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Journal Articles Frontiers in Allergy Year : 2022

The effector function of allergens


Allergens are antigens that generate an IgE response (sensitization) in susceptible individuals. The allergenicity of an allergen can be thought of in terms of its ability to sensitize as well as its ability to cross-link IgE/IgE receptor complexes on mast cells and basophils leading to release of preformed and newly formed mediators (effector activity). The identity of the allergens responsible for sensitization may be different from those that elicit an allergic response. Effector activity is determined by (1) the amount of specific IgE (sIgE) and in some circumstances the ratio of sIgE to total IgE, (2) the number of high affinity receptors for IgE (FcεR1) on the cell surface, (3) the affinity of binding of sIgE for its epitope and, in a polyclonal response, the collective avidity, (4) the number and spatial relationships of IgE binding epitopes on the allergen and (5) the presence of IgG that can bind to allergen and either block binding of sIgE and/or activate low affinity IgG receptors that activate intracellular inhibitory pathways. This review will discuss these important immunologic and physical properties that contribute to the effector activity of allergens.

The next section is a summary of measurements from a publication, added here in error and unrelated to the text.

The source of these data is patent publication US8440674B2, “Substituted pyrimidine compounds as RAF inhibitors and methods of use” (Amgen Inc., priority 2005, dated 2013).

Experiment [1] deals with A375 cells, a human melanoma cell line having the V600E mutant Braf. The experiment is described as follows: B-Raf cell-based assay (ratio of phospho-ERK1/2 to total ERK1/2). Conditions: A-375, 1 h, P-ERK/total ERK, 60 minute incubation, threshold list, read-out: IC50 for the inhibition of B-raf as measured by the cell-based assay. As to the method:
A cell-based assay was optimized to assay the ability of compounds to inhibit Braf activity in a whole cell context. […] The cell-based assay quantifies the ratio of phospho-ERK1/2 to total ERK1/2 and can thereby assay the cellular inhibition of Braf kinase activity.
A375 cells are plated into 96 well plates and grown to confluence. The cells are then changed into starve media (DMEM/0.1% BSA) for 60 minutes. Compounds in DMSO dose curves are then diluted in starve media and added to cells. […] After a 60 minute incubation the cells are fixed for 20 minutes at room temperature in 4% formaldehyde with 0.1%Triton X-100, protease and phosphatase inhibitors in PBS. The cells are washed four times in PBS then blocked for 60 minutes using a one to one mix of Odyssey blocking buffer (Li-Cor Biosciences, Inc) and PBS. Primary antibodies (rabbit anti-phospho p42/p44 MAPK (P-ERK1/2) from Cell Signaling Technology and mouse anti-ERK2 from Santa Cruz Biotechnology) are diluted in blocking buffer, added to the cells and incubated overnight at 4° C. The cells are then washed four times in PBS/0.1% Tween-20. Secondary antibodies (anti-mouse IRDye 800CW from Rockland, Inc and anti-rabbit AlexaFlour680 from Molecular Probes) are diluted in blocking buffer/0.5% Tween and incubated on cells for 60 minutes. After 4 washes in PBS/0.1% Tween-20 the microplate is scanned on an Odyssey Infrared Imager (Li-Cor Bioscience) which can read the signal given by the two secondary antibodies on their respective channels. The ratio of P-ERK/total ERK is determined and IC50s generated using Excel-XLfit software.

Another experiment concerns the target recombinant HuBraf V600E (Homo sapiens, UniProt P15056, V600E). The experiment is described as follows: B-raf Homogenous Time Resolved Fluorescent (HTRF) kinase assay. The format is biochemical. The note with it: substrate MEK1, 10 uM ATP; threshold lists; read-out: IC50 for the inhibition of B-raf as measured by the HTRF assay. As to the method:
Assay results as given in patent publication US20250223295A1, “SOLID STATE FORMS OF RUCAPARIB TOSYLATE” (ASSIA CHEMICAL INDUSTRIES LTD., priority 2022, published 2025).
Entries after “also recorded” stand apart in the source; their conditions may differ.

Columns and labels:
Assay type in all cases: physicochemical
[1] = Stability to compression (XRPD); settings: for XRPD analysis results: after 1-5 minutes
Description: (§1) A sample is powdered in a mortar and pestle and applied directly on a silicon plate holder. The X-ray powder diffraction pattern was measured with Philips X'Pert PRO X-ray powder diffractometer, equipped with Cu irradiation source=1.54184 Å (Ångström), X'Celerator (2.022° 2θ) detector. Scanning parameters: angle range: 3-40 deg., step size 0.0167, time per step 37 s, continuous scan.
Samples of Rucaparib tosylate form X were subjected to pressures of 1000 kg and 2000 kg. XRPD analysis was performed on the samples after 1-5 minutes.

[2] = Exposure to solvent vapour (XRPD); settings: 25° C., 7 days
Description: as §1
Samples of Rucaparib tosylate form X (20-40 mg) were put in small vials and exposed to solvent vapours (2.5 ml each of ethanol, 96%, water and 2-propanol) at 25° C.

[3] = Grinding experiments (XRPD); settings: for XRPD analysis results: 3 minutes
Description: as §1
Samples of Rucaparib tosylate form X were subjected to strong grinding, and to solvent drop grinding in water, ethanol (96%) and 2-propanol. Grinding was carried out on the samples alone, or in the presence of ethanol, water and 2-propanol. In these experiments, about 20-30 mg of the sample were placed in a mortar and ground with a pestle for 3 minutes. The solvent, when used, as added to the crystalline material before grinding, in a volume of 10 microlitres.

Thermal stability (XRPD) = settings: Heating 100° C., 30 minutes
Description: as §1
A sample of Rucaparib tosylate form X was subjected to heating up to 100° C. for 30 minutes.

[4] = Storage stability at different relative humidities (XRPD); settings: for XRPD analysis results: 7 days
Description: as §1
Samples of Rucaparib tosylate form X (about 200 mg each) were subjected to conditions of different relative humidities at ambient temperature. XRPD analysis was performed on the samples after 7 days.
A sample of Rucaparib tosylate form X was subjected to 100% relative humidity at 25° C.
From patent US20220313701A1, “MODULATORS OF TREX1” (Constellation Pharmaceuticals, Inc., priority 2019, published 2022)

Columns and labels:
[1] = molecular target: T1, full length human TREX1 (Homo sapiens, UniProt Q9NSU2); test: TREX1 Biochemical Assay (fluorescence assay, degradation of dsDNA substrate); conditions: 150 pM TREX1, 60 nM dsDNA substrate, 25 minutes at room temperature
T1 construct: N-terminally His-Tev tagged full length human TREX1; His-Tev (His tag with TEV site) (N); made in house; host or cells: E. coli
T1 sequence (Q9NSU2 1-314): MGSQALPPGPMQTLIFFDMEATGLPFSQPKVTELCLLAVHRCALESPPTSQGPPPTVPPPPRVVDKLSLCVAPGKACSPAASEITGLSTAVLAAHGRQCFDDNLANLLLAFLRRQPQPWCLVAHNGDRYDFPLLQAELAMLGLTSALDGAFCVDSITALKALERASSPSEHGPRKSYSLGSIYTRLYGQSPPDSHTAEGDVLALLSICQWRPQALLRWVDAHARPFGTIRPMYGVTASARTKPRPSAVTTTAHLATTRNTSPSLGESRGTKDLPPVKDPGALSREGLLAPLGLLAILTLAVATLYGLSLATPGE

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hal-03889665 , version 1 (13-12-2022)




Stéphane Hazebrouck, Nicole Canon, Stephen Dreskin. The effector function of allergens. Frontiers in Allergy, 2022, 3, pp.818732. ⟨10.3389/falgy.2022.818732⟩. ⟨hal-03889665⟩
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